USDA: Final Rule to Improve Transparency and Equity

US - Agriculture Secretary Tom Vilsack announced that USDA's Grain Inspection, Packers and Stockyards Administration (GIPSA) will publish a final rule to increase fairness and equity in the poultry industry by amending regulations under the Packers and Stockyards Act of 1921 to provide poultry growers with new information and improve transparency in poultry growing arrangements.
calendar icon 3 December 2009
clock icon 3 minute read

"The Obama Administration is committed to ensuring that the marketplace for our farmers and ranchers is free from unfair and deceptive practices," said Secretary Vilsack. "This new rule will provide much-needed information and basic protections for poultry growers that will enable them to make better business decisions and safeguard their livelihood."

Under the new regulations, a poultry grower must be provided a true written copy of a poultry growing arrangement in a timely manner. The poultry growing arrangement must include information about any Performance Improvement Plans and provisions for written termination notices of the arrangement. And, notwithstanding confidentiality provisions, the rule allows growers to discuss the terms of poultry growing arrangements with designated individuals. The proposed rule was published 1 August 2007.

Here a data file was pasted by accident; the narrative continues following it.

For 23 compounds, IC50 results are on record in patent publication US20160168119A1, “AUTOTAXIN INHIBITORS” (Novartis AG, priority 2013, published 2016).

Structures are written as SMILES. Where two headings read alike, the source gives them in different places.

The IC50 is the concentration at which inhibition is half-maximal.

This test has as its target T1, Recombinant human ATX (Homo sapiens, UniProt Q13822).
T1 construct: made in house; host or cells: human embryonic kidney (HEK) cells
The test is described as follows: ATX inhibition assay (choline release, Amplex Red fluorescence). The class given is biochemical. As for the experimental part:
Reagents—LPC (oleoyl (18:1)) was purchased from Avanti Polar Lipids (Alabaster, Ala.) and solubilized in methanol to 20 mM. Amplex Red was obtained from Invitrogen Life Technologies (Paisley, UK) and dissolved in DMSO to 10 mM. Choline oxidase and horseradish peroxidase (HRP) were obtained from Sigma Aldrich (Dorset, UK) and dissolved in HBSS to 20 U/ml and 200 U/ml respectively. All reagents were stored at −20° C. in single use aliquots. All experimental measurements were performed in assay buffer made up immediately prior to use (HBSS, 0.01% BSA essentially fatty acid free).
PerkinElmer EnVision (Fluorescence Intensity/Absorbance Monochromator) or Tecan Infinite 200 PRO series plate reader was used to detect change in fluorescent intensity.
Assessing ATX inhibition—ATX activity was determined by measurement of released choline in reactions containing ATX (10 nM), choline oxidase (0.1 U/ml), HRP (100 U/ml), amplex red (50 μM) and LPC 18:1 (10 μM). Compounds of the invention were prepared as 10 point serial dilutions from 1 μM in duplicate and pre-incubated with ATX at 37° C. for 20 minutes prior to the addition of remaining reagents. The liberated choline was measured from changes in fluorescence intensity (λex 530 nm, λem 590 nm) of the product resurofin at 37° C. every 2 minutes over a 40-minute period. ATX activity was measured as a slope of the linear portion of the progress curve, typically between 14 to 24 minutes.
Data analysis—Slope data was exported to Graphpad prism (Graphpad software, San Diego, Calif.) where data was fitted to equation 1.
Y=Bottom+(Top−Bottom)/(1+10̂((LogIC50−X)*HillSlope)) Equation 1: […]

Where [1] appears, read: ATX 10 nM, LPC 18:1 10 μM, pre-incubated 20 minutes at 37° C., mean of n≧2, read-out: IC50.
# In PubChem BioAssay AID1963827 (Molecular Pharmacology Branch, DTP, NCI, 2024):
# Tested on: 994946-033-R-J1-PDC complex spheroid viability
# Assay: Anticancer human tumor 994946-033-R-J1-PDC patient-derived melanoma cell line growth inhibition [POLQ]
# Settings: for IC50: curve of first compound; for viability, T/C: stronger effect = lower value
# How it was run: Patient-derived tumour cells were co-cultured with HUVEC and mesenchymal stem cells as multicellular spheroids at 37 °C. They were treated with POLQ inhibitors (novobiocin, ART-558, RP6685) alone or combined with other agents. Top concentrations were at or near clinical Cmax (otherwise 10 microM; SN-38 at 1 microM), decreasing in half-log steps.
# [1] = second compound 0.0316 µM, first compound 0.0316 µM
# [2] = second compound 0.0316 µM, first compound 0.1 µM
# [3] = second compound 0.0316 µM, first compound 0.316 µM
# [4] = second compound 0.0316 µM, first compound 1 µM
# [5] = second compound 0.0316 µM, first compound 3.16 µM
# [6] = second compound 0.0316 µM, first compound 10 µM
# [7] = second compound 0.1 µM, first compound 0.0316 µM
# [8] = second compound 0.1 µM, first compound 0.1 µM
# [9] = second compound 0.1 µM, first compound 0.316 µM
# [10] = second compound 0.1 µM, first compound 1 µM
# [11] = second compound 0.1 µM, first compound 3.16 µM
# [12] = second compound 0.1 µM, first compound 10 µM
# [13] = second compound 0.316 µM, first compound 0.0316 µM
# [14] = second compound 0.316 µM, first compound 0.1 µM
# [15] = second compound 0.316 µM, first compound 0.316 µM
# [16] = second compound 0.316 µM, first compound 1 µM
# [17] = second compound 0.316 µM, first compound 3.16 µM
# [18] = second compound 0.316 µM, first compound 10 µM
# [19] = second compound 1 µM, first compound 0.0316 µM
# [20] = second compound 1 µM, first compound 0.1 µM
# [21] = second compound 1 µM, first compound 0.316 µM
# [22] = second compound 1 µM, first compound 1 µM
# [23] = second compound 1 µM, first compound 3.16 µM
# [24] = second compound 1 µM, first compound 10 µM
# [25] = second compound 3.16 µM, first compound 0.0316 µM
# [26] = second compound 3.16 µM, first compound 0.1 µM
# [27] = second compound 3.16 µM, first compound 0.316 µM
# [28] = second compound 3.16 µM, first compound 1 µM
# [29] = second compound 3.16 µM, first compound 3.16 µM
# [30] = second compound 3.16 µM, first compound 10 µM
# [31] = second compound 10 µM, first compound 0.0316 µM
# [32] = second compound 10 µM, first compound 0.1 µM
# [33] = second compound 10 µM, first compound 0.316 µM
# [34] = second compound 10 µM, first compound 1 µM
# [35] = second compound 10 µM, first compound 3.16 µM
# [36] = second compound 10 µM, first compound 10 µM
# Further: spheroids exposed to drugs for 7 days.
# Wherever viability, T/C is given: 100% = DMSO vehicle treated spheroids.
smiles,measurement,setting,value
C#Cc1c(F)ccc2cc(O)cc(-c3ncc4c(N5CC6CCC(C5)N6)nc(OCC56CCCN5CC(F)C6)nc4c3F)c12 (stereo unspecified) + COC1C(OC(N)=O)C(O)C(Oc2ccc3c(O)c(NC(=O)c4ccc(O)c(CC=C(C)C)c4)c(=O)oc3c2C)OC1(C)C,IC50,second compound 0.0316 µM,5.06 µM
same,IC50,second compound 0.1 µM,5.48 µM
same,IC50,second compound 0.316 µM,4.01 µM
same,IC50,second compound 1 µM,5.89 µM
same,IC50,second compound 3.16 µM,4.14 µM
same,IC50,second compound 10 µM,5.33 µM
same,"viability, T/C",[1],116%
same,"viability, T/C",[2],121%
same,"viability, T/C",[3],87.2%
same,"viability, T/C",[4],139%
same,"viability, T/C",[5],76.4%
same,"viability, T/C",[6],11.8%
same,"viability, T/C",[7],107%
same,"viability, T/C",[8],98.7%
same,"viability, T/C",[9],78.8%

Failure to disclose certain terms in a poultry growing arrangement constitutes an unfair, discriminatory, or deceptive practice in violation of section 202 (7 USC 192) of the Packers and Stockyards Act.

Bob Stallman, president of the American Farm Bureau Federation (AFBF), was pleased with the announcement. “We appreciate the leadership of Secretary Vilsack and the support of USDA for these new regulations that will ensure greater market fairness and transparency for America’s poultry producers," he said.

Mr Stallman said the rules are vital for helping poultry producers make sound business decisions that will protect their livelihoods. he also said the rules ensure that producers will receive a true written copy of a poultry-growing arrangement in a timely manner.

"The rules provide much needed legal protection, fairness and open communication for poultry producers when dealing with poultry dealers who buy their chickens," Mr Stallman said.

“These new regulations require a written ‘growout’ contract to be delivered at the same time as poultry building specifications are delivered. This is a most needed and welcome change. In addition, new rules also allow poultry producers to discuss the written contract with lenders, accountants and attorneys before executing the contract. Thanks to the support of USDA, poultry producers can now be sure they more fully comprehend a contract that represents a very sizable investment. A producer who understands the content of the contract will be a producer better able to satisfy the contract’s terms, which is positive for both the producer and the contractor," Mr Stallman concluded.

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